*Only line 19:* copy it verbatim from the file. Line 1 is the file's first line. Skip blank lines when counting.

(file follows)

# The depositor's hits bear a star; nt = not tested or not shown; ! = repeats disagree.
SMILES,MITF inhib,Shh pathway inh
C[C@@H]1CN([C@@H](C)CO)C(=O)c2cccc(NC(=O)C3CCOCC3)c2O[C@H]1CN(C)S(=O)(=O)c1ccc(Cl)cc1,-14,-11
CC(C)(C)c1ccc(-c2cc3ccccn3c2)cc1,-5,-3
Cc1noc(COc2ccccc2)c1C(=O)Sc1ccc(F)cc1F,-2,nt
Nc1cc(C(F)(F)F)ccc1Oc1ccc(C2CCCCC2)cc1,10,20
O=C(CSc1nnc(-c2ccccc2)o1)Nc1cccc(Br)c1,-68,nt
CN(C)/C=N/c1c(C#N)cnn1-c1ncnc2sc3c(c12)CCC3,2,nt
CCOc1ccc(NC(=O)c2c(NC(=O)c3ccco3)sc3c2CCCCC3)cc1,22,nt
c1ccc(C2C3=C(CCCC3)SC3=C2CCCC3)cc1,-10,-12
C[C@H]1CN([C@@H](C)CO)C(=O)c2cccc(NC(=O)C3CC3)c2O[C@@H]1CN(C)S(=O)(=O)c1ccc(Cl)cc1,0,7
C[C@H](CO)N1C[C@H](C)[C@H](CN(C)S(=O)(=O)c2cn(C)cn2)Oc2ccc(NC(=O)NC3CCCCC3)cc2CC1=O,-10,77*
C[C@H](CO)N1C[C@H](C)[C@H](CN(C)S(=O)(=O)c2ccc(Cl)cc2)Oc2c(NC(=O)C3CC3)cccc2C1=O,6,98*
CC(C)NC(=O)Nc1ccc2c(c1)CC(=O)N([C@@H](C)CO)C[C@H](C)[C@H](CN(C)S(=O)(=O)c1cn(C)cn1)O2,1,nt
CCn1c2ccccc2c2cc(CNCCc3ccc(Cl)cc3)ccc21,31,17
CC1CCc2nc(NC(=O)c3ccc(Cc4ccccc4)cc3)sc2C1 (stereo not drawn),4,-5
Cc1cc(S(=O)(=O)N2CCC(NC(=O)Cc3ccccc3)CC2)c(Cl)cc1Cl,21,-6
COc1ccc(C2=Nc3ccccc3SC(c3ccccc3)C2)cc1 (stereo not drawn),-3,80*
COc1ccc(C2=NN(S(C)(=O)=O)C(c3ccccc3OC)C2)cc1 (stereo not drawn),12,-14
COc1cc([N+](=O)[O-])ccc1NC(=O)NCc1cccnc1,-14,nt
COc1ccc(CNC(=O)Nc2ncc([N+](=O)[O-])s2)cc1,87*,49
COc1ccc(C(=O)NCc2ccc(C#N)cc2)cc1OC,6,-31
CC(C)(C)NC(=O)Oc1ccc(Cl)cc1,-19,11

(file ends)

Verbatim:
COc1ccc(C2=NN(S(C)(=O)=O)C(c3ccccc3OC)C2)cc1 (stereo not drawn),12,-14